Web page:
Not that this is all doom and gloom, there’s plenty of breath-taking action sequences peppered throughout to keep things lively. I have to take my hat off to whichever animators worked on the swooping camera work of the mid-air fights, of which there are several, there’s a real sense of frenzy and chaos without ever making things hard to follow for the audience, which is a true skill. Throw in some good humour at the start and a middle that slows down to properly develop the emotional beats and this film really has pitch perfect pacing.

Speaking of the emotional beats, let’s talk about Rody. When I think about it all the MHA films have really good film-only protagonists for Deku and co to hang out with, but I think Rody might just be my favourite. He’s a fully fleshed out character with a compelling back story and a clear character arc, he’s also effortlessly charming and quick-witted enough to give Deku a run for his money. Yes his arc is fairly obvious, of course the cynical character will have his heart melted by the pure ball of sunshine that is Deku, but seeing him struggle on despite the worst of things towards the end of the film is a real hero moment. Also he has a really…let’s say unique power and that damn bird of his had me tearing up by the end of the film.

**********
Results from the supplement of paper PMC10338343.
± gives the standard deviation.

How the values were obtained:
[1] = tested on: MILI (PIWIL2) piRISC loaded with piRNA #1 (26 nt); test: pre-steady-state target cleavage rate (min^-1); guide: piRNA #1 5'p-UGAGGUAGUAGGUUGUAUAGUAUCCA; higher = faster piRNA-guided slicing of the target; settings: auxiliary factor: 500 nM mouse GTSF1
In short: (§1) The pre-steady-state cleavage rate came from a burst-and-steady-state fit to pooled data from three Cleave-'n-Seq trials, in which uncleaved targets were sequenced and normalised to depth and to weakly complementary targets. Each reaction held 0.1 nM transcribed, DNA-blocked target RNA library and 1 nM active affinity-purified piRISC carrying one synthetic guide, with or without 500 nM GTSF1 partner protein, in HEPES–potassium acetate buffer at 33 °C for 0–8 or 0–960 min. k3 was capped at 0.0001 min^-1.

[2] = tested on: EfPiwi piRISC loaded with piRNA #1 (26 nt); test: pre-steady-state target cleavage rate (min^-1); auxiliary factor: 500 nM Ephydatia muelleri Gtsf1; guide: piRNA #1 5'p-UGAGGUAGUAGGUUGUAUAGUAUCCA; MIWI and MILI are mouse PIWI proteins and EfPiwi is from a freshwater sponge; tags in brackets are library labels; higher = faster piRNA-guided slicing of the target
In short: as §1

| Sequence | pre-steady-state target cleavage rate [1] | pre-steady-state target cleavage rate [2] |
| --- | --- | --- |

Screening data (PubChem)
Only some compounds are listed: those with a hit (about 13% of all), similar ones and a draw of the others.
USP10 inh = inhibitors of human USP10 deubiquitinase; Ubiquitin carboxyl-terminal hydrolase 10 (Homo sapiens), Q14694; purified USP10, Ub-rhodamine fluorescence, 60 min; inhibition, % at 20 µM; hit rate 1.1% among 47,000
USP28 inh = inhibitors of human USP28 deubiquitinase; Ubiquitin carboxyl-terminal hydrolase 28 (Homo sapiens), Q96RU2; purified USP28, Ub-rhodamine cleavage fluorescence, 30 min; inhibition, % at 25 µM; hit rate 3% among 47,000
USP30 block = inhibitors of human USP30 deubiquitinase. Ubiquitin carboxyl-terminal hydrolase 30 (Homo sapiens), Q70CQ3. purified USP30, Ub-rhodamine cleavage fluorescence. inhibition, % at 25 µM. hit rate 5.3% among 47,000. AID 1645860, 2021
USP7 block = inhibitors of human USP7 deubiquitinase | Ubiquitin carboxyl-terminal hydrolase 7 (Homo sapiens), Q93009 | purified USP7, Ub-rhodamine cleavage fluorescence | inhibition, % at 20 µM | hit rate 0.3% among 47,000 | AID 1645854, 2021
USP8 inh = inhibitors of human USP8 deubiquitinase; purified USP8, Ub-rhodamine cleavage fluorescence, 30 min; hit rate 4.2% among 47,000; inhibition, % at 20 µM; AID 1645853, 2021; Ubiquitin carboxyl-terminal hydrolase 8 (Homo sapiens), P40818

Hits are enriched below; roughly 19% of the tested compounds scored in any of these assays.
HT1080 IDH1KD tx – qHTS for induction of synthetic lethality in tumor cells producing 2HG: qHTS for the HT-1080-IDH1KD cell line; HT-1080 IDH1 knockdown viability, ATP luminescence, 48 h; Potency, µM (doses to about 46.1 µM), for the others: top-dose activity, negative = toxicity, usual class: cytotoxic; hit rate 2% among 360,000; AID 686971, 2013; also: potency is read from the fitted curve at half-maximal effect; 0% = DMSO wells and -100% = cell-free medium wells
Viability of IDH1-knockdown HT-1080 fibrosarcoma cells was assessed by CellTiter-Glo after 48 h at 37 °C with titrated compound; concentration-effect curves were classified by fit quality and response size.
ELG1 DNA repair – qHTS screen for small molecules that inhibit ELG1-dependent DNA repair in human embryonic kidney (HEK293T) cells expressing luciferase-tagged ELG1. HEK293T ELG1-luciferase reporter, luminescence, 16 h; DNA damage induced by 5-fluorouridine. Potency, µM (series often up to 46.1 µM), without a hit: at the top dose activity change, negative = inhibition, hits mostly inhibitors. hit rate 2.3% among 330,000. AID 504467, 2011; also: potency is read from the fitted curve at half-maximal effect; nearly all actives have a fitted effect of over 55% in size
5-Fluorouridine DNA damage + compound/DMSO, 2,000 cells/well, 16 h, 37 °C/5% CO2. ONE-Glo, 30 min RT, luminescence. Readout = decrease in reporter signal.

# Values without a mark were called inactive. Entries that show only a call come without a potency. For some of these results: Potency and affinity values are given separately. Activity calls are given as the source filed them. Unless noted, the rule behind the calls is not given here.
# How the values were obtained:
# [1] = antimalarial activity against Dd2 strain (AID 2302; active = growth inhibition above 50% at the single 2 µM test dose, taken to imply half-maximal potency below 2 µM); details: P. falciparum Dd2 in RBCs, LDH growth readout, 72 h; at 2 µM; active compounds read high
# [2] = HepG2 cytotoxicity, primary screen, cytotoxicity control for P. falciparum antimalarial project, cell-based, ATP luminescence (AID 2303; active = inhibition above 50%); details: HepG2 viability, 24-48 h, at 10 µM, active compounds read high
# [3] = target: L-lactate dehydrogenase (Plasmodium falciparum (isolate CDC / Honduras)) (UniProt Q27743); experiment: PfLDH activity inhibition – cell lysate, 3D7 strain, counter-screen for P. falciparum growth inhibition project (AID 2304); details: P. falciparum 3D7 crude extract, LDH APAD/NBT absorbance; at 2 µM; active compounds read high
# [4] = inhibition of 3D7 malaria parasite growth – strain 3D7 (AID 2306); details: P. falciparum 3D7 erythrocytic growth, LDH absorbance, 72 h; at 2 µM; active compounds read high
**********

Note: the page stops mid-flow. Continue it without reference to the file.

That brings me to the villains of this film and, honestly, I’m kinda split on them. On the one hand they’re a really great concept for a group of villains, people who see quirks as a problem to be gotten rid of and willing to go to murderous lengths to achieve that. I’m honestly surprised a group like them hasn’t turned up in the series at any point, though of course I know the Quirk Doomsday Theory has been brought up by the series several times in the manga, and that idea in itself is a really meaty one. The basic idea is that as quirks combine down the generations and grow stronger they’re going to reach a point where they can no longer be controlled and the world will end. It’s a startling idea, one that the series hasn’t provided an answer to, outside of the fact that it’s just a theory and hasn’t been outright proven it will happen yet.

The problem with the villains is that, cool ideas aside, we never really get to know any of them. We only get the full details on what’s driving the main villain as he monologues about his past while he fights Deku…at the end of the film. That’s a bit too little, too late for my taste. There’s a wide variety of hench people working for said main villain and some of them have really fun and creative powers, but there’s no real depth to any of them. The only one I truly care about and wanted to get to know more was the archer lady and she doesn’t make it to the end of the film. Oh, did I mention this film has a hell of a body count? Well, it does start off with the villains gassing an entire city. I probably should have mentioned that earlier.

The Verdict:

In the end, My Hero Academia: World Heroes’ Mission is another solid entry in this series’ film catalogue. It maintains the spirit of the series while expanding the franchise out into new horizons, giving us new locations and characters and raising the stakes to a truly dire situation. The villains are the only real let down, having a great concept but none of them being fleshed out enough to make an impact. The action and the characters more than make up for this though and I thoroughly recommend seeing this if you can. Plus ultra!